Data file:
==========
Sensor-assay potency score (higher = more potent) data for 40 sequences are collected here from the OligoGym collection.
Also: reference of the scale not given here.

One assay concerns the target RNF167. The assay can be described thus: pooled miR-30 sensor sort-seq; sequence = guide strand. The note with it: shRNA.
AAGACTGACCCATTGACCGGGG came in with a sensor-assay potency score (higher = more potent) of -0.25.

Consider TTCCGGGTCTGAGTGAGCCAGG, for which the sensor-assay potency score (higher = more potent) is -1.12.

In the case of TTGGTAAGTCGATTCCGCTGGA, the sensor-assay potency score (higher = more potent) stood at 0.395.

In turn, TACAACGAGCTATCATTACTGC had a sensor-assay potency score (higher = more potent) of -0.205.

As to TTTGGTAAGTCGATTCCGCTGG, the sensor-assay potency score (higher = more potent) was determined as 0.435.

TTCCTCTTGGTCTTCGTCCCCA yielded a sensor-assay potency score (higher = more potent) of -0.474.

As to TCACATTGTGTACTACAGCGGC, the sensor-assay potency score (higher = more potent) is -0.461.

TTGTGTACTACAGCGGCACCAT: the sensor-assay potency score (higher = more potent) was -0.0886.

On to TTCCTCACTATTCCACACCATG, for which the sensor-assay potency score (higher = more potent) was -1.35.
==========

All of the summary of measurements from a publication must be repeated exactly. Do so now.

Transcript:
Sensor-assay potency score (higher = more potent) data for 40 sequences are collected here from the OligoGym collection.
Also: reference of the scale not given here.

One assay concerns the target RNF167. The assay can be described thus: pooled miR-30 sensor sort-seq; sequence = guide strand. The note with it: shRNA.
AAGACTGACCCATTGACCGGGG came in with a sensor-assay potency score (higher = more potent) of -0.25.

Consider TTCCGGGTCTGAGTGAGCCAGG, for which the sensor-assay potency score (higher = more potent) is -1.12.

In the case of TTGGTAAGTCGATTCCGCTGGA, the sensor-assay potency score (higher = more potent) stood at 0.395.

In turn, TACAACGAGCTATCATTACTGC had a sensor-assay potency score (higher = more potent) of -0.205.

As to TTTGGTAAGTCGATTCCGCTGG, the sensor-assay potency score (higher = more potent) was determined as 0.435.

TTCCTCTTGGTCTTCGTCCCCA yielded a sensor-assay potency score (higher = more potent) of -0.474.

As to TCACATTGTGTACTACAGCGGC, the sensor-assay potency score (higher = more potent) is -0.461.

TTGTGTACTACAGCGGCACCAT: the sensor-assay potency score (higher = more potent) was -0.0886.

On to TTCCTCACTATTCCACACCATG, for which the sensor-assay potency score (higher = more potent) was -1.35.